They lost the race, but they wound up with the Cambridge shell.
While 12,000 onlookers cheered the winning Cantabs and while Crimson devotees dunked their last beercans, the Harvard rowers quietly took possession of the shell that beat them. The whole idea came from J. Oliver Filley '06, captain of the 1906 Crimson eight, who bought the shell, complete with its oars and bell system. Not even Tom Bolles knew what the varsity would do with it, but he said after the race that the crimson at least would "experiment" with its newest trophy.
The transaction was unknown to the thousands who decorated both banks and it probably didn't matter much. Amused by the bands and humor magazines of two colleges and warmed by a sun that sent the temperature to the mid-60s, the crowd had little trouble waiting out the hour-long postponement.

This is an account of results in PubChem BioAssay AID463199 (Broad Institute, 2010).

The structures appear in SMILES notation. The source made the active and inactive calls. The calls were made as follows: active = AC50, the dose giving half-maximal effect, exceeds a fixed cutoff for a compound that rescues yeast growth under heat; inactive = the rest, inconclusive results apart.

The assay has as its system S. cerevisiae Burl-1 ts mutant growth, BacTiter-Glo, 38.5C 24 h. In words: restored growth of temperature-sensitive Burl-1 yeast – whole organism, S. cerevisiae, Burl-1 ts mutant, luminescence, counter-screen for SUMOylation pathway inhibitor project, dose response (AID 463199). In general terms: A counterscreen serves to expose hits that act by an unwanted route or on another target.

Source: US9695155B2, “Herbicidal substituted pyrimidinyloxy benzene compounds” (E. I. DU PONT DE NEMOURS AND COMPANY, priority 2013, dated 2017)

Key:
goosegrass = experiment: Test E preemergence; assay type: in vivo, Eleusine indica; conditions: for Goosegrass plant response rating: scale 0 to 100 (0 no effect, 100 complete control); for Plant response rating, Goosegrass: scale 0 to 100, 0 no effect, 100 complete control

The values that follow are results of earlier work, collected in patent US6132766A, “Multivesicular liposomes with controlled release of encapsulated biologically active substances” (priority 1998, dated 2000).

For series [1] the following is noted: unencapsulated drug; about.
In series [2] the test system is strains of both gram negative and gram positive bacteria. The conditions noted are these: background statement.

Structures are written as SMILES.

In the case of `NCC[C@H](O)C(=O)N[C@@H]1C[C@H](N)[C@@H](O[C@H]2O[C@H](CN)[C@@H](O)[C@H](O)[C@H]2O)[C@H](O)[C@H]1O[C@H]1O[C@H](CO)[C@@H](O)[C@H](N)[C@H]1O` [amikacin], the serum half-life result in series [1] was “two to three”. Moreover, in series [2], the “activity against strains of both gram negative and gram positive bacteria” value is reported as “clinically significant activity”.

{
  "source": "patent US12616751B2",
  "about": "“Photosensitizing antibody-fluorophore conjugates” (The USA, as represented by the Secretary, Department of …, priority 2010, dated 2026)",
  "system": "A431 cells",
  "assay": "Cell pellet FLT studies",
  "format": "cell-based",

'Poonsters Take Swim
On the Harvard side, two Lampoonmen, Charles C. Osborne '52 and John Hubbard '53, plus a visitor from Princeton, entertained the onlookers by taking the first river dip of the season.
It took M.D.C. Captain William J. Marley almost a full hour to clear traffic after the finish, and when it was all over, he estimated that the crowd was the largest to flock to the Charles in the last 1 years of racing.
The river itself seemed equally crowded. The party never faintly resembled Harvard-Yale day at New London, but over a score of boats chased the crews up the river, and several Crimson-chartered barges moored near the finish line.
Although it didn't help their causes one bit, the president of M.I.T. and B.U., James R. Killian and Harold Case, contributed to the dignity of the day by riding up the Charles together in the Tech launch.